Category Archives: Independent Publishing information

How to get your writing noticed

Publish stories on your own website/blog

thzm0mn3jlAndy Weir, author of The Martian, first published this story on his own website one chapter at a time. He’d been posting short stories and chapters of different books on-line for ten years, growing a dedicated following.  His readers asked him to produce an ebook version of The Martian to make it easier to read, and this is when the book took off. Suddenly, he had an agent, a book deal and Fox Studios making the movie. Interestingly, the author had once taken three years off work to try and sell his writing to a traditional publisher and failed.

 

Use Wattpad to find a readership

176127761Wattpad has 8 million monthly visitors and a high proportion of YA users. Writers post their books chapter by chapter, and give it away for free. But some authors see it as a price worth paying in order to find a readership. Lily Carmine’s story, The Lost Boys, clocked up 33 million readers! It was quickly snapped up by Random House.

 

 

 

Broaden your readership using social media

Try combining your words with images for sites such as Instagram, pinterest and Facebook to expose your writing to new readers. Even on sites where visual content isn’t required, images have better visibility in the news feed. I write flash fiction for pure fun and post it on Instagram/my author blog.

mobile-homes-final

 Make an ebook

stick-dogAmazon’s Kindle Direct Publishing (KDP) enables authors to independently publish their books straight to Kindle. It’s not a passport to getting your work noticed, but if your writing stays in a drawer no-one is going to read it! Producing an ebook is less expensive than making a physical book and is a good way of dipping your toe into the water to see if it sells. Tom Watson, author of the picture book Stick Dog, produced his own ebook because he felt his work was “too far out there” for a traditional publisher. It went on to gain a massive following through word of mouth. Our Electrik Inc books are all available as ebooks.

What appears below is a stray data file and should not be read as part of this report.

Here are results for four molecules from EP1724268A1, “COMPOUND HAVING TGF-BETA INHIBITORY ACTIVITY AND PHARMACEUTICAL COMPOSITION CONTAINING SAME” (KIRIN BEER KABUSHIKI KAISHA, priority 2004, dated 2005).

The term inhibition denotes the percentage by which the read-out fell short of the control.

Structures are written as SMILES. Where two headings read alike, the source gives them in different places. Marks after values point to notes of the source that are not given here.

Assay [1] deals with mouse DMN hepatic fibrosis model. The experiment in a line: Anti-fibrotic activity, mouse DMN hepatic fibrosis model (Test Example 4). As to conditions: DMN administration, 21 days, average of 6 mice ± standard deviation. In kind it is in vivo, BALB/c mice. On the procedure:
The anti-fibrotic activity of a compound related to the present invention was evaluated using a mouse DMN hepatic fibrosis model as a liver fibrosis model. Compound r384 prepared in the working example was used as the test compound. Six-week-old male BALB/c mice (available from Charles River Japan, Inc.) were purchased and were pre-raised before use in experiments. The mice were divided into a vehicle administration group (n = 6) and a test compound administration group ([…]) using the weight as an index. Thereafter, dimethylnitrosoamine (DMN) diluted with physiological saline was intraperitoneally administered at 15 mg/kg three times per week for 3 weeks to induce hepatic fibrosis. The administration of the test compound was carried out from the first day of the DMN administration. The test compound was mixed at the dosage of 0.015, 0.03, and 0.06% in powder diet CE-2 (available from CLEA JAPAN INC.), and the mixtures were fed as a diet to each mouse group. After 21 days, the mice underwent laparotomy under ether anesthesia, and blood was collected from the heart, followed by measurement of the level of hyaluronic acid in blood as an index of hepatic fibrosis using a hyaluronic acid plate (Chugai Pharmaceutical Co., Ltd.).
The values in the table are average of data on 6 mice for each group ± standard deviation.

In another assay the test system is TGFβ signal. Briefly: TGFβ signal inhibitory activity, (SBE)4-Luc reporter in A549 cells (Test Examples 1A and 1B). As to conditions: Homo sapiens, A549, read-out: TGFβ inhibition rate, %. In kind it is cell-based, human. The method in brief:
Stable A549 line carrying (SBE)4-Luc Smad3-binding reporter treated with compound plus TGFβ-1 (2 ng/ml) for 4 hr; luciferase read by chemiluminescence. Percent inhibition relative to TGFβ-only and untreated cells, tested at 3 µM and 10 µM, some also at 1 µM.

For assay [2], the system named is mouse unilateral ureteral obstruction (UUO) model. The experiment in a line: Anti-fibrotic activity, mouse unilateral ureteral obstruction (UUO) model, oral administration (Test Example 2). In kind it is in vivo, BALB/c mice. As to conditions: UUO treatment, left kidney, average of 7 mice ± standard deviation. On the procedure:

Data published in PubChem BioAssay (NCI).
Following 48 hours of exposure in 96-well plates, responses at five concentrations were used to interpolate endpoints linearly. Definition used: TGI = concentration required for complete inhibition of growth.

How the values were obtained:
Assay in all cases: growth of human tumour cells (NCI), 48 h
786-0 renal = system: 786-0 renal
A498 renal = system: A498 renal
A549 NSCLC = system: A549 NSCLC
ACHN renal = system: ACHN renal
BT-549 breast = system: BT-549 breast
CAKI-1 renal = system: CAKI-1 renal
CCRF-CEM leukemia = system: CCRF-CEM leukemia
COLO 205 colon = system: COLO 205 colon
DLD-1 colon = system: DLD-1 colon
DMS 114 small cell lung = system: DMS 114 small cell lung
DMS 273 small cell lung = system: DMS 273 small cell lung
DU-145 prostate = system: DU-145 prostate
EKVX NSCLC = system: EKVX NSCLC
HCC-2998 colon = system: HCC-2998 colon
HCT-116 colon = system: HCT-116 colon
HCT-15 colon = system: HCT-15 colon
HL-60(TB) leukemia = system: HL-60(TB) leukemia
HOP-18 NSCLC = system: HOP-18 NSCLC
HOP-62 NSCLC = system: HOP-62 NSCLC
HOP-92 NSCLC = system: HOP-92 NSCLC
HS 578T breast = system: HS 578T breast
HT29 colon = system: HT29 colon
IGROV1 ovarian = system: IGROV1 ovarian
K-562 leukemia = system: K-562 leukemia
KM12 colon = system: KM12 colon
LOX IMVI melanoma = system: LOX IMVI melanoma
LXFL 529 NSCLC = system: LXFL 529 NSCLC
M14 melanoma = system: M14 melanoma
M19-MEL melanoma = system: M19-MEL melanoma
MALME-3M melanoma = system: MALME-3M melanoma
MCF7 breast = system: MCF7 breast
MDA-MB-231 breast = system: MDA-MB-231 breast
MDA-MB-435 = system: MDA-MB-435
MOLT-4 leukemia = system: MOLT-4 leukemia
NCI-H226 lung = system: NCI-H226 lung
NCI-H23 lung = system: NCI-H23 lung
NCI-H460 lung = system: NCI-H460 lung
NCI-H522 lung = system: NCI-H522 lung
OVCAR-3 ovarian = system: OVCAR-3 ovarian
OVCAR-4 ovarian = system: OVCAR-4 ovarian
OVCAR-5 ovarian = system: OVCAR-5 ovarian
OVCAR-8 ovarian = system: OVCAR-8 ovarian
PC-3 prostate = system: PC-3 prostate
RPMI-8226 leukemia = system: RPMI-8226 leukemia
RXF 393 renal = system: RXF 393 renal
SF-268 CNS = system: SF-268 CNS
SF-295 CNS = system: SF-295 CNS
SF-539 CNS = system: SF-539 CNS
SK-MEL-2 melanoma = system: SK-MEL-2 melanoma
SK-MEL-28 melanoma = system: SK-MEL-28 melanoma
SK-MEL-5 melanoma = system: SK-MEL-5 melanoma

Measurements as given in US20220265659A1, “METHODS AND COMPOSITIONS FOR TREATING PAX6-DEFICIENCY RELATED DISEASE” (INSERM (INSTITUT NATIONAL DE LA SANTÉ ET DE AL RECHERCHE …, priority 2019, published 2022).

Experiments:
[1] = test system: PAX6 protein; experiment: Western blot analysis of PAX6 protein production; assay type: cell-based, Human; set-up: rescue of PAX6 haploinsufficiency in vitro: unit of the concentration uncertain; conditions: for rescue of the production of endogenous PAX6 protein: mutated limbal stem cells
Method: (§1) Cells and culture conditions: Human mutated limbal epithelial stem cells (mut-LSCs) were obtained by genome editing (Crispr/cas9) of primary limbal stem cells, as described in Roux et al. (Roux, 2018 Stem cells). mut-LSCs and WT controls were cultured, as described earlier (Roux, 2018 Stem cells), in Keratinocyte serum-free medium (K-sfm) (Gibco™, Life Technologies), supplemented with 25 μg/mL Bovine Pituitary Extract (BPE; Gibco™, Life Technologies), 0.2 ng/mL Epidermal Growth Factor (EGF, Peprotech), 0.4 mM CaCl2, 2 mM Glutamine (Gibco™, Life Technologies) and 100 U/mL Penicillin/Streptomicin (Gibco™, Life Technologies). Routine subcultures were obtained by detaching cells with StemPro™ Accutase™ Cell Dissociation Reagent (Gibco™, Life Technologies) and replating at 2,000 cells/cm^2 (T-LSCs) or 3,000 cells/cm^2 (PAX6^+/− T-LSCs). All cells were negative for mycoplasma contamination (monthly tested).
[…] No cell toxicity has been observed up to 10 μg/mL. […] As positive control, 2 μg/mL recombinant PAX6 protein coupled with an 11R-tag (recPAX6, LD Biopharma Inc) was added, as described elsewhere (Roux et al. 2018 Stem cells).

Do you have any top tips for getting your writing noticed? If so, let us know. We’d love to hear them.

Thanks for reading my blog!

Kim

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Filed under Creative Writing, creative writing tips, How to earn a living from writing, how to market yourself, Independent Publishing information, Publishing, Tips for Authors and Illustrators, Uncategorized

How to Write a Bestseller

Electrik Inc is always on the lookout for good advice that helps us hone our writing skills. I loved this Ted Talk video with literary agent, Jonny Geller, about what makes a bestseller, and what agents/publishers look for in new writers. Think about his comments when you’re editing your own work because everyone wants to sell their books and the more we get right, the better it is for our readers as well as our bank balances.

There are lots of how-to-write-a-bestseller tips, from Dean Koontz to Matthew Sparkes writing in The Telegraph on how scientists developed an app in 2014 that analysed best sellers. The findings were very interesting but guaranteed success remains elusive. And so the advice is just that: advice. Remember, what works for one author may not work for you.

I especially like how Mr Geller looks for the “space between the sentences” in any piece he reads. There is often a temptation for writers to give too much description, too much information… I’m always advising my clients to trust their readers to fill in some of the blanks themselves.